Album Review: GunHill – Nightheat/One Over the Eight

by Eric Harabadian, Contributing Blogger

Album Review of GunHill: Nightheat/One Over the Eight (JLB Media)

Here is a “two-fer” of some ’90s rock that may have slipped by your musical radar completely. Fronted by ex-Uriah Heep and long-time Lucifer’s Friend vocalist John Lawton, these rare slices of British vinyl are presented here for the first time as a double CD. One Over the Eight was released in 1995 and the out-of-print Nightheat came out in 1997. Both albums reflect the times in terms of production and song styles but received a modern up-to-date sheen that gives each a very relevant and radio-ready sound.

Gunhill: Nightheat & One Over the Eight

image courtesy of Glass Onyon PR

One Over the Eight is a nice overview of originals and covers that define classic rock and soul. Lawton is a singer’s singer and draws a line in the sand from the get-go with a deep cut by Whitesnake called “Walking in the Shadow of the Blues.” That’s followed by a passable, yet effective take on Lennon/McCartney’s “Eleanor Rigby.” The covers keep on coming strong, with a soulful showcase for Lawton’s voice on Bill Wither’s “Aint’ No Sunshine.” Guitarist Riki Robyns’ slightly metallic tone digs deep into cuts like “Better By You, Better Than Me” and Rainbow’s “Stone Cold.” They also write some fairly strong ballads as well on tracks like the ethereal “Angel.” All in all, this particular release comes off like a band that cut its teeth on the pub rather than arena or concert circuit.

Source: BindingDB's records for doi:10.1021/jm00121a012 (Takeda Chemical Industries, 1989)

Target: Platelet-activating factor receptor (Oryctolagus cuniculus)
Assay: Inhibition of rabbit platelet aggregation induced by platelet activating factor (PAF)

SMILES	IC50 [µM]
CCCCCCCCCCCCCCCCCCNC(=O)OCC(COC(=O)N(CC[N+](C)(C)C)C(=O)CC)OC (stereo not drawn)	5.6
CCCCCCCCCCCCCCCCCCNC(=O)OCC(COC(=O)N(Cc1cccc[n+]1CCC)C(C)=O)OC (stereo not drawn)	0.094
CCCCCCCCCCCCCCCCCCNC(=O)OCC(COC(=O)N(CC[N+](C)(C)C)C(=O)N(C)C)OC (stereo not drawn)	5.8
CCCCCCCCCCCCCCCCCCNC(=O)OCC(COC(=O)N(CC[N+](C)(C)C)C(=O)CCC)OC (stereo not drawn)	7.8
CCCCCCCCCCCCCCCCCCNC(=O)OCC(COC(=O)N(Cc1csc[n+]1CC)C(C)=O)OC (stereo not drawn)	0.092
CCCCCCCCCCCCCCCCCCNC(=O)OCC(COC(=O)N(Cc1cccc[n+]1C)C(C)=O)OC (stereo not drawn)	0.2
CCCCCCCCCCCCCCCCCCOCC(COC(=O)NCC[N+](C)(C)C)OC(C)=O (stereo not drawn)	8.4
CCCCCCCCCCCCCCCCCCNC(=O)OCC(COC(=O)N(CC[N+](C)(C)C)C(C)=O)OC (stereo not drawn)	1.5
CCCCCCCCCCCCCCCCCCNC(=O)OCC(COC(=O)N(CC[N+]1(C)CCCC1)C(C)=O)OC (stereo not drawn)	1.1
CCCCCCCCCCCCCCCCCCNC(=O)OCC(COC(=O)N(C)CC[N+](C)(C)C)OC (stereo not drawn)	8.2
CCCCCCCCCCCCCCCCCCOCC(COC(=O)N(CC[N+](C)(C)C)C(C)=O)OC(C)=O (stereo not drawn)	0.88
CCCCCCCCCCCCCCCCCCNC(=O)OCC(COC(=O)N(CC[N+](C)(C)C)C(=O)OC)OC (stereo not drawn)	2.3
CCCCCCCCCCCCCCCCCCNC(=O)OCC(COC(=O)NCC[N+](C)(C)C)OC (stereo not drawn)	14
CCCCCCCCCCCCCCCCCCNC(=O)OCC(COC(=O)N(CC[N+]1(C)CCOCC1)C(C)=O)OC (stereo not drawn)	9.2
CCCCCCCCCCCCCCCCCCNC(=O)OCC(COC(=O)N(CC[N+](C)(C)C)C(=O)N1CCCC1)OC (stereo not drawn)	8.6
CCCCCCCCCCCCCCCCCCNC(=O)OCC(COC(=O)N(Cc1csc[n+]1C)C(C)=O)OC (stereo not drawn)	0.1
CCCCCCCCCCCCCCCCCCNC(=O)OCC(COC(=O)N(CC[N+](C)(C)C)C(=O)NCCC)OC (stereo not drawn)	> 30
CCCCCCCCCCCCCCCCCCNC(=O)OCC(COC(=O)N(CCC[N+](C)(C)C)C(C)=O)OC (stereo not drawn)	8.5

Nightheat bumps things up a notch or two, with more effective production as well as songwriting. The band kicks this one off appropriately with an up-tempo rocker by Lawton called “Don’t Stop Believing.” Bad Company’s “Ready for Love” follows and is certainly in their wheelhouse of moody and hook-filled classic rock. “Nobody Loves You the Way I Do” is dramatic in a John Waite/Paul Rodgers/David Coverdale kind of way. Rousing rockers like “Don’t Look Back” and “Any Day Now” are nice blends of heavy rock and hook-filled soul. Also, one would be remiss not to mention Lawton’s brilliant and heart-wrenching take on the perennial “When a Man Loves a Woman.” He sings the you-know-what out of that song!

If you’re looking for real rock and roll that delivers a good balance of strong originals and quality covers, you would be well-served to check out this two album compilation. Understandably, GunHill may be a name that, for decades, has been only familiar to European audiences, but now everyone can enjoy these gems of really fine British rock that still resonate and hold up under modern digital scrutiny.

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